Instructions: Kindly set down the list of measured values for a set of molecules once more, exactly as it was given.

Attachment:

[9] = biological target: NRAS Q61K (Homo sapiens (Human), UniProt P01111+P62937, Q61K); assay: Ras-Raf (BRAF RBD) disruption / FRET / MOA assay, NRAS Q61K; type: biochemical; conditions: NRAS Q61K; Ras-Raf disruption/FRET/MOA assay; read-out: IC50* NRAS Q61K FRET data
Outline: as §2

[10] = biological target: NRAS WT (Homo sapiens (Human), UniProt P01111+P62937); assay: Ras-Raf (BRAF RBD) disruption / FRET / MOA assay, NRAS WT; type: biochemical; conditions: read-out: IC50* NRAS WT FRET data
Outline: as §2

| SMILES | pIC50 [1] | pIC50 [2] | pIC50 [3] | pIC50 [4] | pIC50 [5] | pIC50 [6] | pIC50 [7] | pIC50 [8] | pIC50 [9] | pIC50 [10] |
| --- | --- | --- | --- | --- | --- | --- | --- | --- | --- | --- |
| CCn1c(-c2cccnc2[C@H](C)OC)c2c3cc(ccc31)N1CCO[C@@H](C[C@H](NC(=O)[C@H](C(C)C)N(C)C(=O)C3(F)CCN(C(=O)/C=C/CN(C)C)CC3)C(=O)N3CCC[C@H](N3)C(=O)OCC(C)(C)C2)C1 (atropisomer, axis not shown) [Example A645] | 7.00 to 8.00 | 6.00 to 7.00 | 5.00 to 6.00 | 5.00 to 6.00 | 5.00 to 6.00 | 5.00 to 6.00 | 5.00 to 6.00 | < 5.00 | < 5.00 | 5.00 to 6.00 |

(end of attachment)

[9] = biological target: NRAS Q61K (Homo sapiens (Human), UniProt P01111+P62937, Q61K); assay: Ras-Raf (BRAF RBD) disruption / FRET / MOA assay, NRAS Q61K; type: biochemical; conditions: NRAS Q61K; Ras-Raf disruption/FRET/MOA assay; read-out: IC50* NRAS Q61K FRET data
Outline: as §2

[10] = biological target: NRAS WT (Homo sapiens (Human), UniProt P01111+P62937); assay: Ras-Raf (BRAF RBD) disruption / FRET / MOA assay, NRAS WT; type: biochemical; conditions: read-out: IC50* NRAS WT FRET data
Outline: as §2

| SMILES | pIC50 [1] | pIC50 [2] | pIC50 [3] | pIC50 [4] | pIC50 [5] | pIC50 [6] | pIC50 [7] | pIC50 [8] | pIC50 [9] | pIC50 [10] |
| --- | --- | --- | --- | --- | --- | --- | --- | --- | --- | --- |
| CCn1c(-c2cccnc2[C@H](C)OC)c2c3cc(ccc31)N1CCO[C@@H](C[C@H](NC(=O)[C@H](C(C)C)N(C)C(=O)C3(F)CCN(C(=O)/C=C/CN(C)C)CC3)C(=O)N3CCC[C@H](N3)C(=O)OCC(C)(C)C2)C1 (atropisomer, axis not shown) [Example A645] | 7.00 to 8.00 | 6.00 to 7.00 | 5.00 to 6.00 | 5.00 to 6.00 | 5.00 to 6.00 | 5.00 to 6.00 | 5.00 to 6.00 | < 5.00 | < 5.00 | 5.00 to 6.00 |